The Central Bank of Ireland on Friday revised its forecast for the country's 2016 GDP (gross domestic product) growth to 5.1 percent instead of the previously estimated 4.8 percent rate, citing the continued strength of demand within the economy.
In its latest quarterly bulletin, the central bank said the forecast for GDP growth in 2017 is 4.2 percent, down 0.2 percent from the previous forecast.
"The main impetus to growth in 2016 and 2017 is projected to come from the continued strength of demand within the economy in the form of solid growth in consumer spending and investment," it said.
The strengthening of economic growth over the past year has been underpinned by relatively strong and broad-based growth in employment, it added.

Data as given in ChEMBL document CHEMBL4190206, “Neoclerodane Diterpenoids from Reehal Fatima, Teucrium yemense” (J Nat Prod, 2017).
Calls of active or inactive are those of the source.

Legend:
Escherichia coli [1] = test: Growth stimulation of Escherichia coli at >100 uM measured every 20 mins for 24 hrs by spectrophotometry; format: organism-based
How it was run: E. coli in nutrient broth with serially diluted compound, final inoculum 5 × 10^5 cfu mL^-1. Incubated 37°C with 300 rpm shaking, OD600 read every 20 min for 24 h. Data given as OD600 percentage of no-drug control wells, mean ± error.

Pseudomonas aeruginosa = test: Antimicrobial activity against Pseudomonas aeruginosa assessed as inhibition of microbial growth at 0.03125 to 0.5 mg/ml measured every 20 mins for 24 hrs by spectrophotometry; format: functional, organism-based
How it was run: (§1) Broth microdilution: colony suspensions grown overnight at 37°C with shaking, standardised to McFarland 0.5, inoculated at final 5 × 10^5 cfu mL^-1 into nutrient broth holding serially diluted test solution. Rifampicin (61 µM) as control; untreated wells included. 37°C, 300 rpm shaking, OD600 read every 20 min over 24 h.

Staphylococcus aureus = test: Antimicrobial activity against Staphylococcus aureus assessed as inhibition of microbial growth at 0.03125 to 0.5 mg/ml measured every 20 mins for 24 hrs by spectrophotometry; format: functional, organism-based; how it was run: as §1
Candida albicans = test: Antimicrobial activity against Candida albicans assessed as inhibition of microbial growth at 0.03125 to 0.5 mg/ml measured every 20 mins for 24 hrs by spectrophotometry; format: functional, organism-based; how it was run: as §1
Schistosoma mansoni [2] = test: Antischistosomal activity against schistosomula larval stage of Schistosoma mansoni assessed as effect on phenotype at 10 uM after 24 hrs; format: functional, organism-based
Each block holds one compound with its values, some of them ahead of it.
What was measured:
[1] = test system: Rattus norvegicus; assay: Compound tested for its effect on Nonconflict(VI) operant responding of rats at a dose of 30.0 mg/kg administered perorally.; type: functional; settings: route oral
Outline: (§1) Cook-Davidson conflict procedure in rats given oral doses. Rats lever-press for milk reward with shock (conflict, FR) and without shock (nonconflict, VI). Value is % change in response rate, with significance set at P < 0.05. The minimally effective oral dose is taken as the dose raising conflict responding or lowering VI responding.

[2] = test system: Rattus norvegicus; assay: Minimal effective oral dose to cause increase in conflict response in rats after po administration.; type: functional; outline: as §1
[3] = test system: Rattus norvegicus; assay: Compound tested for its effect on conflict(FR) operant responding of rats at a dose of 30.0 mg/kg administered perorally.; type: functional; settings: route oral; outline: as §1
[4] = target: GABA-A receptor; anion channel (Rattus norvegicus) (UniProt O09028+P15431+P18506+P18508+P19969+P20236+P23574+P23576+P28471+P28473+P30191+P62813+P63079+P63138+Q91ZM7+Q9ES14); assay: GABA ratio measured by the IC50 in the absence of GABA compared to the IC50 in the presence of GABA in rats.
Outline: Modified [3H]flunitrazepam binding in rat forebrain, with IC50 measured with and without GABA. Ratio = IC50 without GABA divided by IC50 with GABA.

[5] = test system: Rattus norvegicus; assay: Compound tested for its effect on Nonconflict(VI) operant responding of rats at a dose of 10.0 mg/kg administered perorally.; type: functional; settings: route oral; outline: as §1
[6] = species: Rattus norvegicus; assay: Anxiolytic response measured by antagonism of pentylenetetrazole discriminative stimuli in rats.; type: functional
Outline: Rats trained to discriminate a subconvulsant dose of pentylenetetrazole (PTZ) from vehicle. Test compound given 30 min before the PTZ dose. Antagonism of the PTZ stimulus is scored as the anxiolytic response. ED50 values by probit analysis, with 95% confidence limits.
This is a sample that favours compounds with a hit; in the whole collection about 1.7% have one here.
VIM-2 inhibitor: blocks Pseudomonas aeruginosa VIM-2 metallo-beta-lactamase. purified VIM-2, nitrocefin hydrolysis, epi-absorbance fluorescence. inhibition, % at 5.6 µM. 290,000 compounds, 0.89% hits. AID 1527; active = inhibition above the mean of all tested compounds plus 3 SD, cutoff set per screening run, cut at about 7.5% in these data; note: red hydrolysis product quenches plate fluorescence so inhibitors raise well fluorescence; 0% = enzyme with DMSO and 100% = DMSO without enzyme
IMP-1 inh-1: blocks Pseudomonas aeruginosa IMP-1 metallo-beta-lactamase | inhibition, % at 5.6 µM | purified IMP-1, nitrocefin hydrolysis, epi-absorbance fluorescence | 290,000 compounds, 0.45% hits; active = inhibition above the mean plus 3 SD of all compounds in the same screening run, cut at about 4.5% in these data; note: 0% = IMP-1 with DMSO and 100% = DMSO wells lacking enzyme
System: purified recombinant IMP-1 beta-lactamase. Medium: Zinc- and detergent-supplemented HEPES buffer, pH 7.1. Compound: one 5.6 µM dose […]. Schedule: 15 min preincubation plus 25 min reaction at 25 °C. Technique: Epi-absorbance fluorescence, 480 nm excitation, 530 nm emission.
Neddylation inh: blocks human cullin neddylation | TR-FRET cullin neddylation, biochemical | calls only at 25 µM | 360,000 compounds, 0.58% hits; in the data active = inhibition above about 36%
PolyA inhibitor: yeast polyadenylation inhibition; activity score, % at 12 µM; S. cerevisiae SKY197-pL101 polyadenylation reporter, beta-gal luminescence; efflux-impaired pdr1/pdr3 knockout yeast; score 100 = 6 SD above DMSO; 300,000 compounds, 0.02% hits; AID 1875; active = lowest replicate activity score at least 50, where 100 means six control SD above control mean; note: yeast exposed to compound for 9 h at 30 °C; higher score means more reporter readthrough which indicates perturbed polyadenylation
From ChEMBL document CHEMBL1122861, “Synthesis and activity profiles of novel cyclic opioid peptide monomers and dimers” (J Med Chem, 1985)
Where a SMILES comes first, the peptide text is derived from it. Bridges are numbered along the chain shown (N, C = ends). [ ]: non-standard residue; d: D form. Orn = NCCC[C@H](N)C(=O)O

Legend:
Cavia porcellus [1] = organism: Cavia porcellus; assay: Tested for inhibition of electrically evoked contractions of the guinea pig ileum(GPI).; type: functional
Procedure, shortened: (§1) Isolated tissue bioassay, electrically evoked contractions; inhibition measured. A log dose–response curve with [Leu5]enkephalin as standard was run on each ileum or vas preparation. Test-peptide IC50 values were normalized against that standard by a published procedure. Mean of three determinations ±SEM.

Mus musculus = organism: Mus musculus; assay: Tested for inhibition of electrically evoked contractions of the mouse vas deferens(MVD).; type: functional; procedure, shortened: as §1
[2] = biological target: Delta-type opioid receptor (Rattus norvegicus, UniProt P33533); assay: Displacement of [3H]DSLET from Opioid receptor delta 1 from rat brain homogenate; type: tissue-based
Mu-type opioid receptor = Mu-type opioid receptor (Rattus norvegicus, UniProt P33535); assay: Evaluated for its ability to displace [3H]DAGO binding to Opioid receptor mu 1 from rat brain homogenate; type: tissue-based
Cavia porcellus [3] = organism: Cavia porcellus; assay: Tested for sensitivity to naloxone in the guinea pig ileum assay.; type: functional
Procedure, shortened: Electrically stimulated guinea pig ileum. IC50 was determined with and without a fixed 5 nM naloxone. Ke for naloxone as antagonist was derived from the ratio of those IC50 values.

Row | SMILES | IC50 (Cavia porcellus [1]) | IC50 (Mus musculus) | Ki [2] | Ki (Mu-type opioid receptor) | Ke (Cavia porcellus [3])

It also said the improvement in the labor market, which has probably been the most important factor in driving the recovery in recent years, has been particularly marked, with average annual employment growth of over 2 percent since 2012.
Gabriel Fagan, the central bank's chief economist, said the growth outlook is relatively favorable and domestic economic momentum is strong, although there are some risks to the outlook from external factors.
"The main driver of growth will be the continuing recovery in employment and incomes, although following its very strong growth in recent years, employment growth is projected to gradually moderate over the forecast horizon," he said.